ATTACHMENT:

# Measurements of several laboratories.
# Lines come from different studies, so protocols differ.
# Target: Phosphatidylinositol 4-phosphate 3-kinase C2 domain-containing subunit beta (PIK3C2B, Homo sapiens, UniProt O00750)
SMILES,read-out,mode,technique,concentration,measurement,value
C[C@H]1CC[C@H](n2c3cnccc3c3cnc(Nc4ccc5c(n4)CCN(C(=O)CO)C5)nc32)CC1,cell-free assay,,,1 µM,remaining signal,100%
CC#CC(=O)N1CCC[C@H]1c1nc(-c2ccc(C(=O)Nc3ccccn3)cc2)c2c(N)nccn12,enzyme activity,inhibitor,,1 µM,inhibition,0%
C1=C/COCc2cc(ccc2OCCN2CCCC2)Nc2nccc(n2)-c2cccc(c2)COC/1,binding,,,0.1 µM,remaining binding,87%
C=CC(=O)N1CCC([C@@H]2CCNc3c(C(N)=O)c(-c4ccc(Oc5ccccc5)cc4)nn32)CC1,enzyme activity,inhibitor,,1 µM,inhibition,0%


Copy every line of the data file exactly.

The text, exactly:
# Measurements of several laboratories.
# Lines come from different studies, so protocols differ.
# Target: Phosphatidylinositol 4-phosphate 3-kinase C2 domain-containing subunit beta (PIK3C2B, Homo sapiens, UniProt O00750)
SMILES,read-out,mode,technique,concentration,measurement,value
C[C@H]1CC[C@H](n2c3cnccc3c3cnc(Nc4ccc5c(n4)CCN(C(=O)CO)C5)nc32)CC1,cell-free assay,,,1 µM,remaining signal,100%
CC#CC(=O)N1CCC[C@H]1c1nc(-c2ccc(C(=O)Nc3ccccn3)cc2)c2c(N)nccn12,enzyme activity,inhibitor,,1 µM,inhibition,0%
C1=C/COCc2cc(ccc2OCCN2CCCC2)Nc2nccc(n2)-c2cccc(c2)COC/1,binding,,,0.1 µM,remaining binding,87%
C=CC(=O)N1CCC([C@@H]2CCNc3c(C(N)=O)c(-c4ccc(Oc5ccccc5)cc4)nn32)CC1,enzyme activity,inhibitor,,1 µM,inhibition,0%